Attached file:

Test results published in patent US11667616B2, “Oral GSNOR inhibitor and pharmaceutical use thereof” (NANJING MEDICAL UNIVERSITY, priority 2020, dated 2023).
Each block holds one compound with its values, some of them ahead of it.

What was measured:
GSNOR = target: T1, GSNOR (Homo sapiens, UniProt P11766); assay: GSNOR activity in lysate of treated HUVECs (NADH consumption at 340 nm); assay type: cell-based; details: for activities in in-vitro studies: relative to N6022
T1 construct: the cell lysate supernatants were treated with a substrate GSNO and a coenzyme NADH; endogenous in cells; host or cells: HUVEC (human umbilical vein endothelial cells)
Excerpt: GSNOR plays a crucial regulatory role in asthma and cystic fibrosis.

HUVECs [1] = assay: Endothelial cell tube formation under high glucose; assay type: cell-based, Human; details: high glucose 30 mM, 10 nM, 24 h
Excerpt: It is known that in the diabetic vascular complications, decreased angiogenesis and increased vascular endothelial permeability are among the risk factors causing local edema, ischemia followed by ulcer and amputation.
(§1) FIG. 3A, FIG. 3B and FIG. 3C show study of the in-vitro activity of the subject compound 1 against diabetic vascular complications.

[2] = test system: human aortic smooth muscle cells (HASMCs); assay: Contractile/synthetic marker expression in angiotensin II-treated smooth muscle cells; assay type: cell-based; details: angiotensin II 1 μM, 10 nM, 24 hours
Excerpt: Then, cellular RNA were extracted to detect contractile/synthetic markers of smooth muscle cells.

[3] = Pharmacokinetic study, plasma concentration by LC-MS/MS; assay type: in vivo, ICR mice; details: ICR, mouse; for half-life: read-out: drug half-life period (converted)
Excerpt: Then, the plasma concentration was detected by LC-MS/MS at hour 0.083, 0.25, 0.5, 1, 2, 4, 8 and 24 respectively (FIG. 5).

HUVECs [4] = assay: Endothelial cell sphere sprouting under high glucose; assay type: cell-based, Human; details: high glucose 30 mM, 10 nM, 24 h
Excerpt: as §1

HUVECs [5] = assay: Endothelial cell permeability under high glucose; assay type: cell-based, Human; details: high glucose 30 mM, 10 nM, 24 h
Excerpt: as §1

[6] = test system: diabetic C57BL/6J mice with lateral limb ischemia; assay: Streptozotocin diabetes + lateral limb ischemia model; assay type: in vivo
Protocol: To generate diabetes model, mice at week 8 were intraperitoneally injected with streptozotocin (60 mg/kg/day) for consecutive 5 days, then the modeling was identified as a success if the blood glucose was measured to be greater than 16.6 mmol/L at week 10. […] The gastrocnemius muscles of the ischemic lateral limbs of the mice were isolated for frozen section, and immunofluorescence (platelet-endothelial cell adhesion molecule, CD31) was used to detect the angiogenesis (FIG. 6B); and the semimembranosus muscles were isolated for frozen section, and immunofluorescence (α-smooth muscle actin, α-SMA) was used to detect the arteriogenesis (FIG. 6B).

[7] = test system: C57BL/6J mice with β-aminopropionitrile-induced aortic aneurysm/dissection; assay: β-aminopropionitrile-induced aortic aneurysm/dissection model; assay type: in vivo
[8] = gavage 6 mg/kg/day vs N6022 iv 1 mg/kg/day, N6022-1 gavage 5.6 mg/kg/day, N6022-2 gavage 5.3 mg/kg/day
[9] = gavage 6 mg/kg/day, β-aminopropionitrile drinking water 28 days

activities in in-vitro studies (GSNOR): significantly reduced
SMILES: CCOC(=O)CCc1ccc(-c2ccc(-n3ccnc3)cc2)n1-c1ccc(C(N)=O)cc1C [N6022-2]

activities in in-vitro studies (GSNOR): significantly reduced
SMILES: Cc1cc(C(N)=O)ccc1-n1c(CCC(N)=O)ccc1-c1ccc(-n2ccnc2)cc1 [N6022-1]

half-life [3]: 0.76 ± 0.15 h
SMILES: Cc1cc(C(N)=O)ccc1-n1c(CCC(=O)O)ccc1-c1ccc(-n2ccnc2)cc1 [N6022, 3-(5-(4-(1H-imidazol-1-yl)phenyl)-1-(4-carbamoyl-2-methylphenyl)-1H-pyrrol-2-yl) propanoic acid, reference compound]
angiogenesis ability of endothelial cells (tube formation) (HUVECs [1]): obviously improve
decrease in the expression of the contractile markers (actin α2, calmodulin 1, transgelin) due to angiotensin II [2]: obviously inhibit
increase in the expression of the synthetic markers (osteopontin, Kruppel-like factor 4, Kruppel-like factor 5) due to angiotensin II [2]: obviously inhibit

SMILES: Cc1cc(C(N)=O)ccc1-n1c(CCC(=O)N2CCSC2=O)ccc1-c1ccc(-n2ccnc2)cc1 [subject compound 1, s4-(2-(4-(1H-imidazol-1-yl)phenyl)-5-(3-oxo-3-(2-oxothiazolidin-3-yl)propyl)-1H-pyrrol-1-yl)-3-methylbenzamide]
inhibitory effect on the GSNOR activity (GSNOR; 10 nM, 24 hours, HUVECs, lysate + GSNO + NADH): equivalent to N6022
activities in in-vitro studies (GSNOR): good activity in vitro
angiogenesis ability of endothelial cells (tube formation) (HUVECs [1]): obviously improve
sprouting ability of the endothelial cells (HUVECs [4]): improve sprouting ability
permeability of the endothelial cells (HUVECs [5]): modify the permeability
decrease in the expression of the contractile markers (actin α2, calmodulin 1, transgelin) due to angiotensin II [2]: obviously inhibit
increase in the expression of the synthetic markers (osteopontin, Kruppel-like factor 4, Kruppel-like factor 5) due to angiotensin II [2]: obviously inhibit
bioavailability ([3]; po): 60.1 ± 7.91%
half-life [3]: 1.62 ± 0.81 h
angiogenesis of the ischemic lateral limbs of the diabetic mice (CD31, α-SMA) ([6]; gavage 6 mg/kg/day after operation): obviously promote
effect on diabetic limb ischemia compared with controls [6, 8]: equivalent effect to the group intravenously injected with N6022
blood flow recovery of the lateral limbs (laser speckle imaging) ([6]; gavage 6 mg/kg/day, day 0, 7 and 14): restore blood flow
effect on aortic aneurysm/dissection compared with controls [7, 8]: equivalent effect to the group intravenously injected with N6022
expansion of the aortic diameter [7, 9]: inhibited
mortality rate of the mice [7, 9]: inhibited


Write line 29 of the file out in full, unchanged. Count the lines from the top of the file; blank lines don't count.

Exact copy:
angiogenesis ability of endothelial cells (tube formation) (HUVECs [1]): obviously improve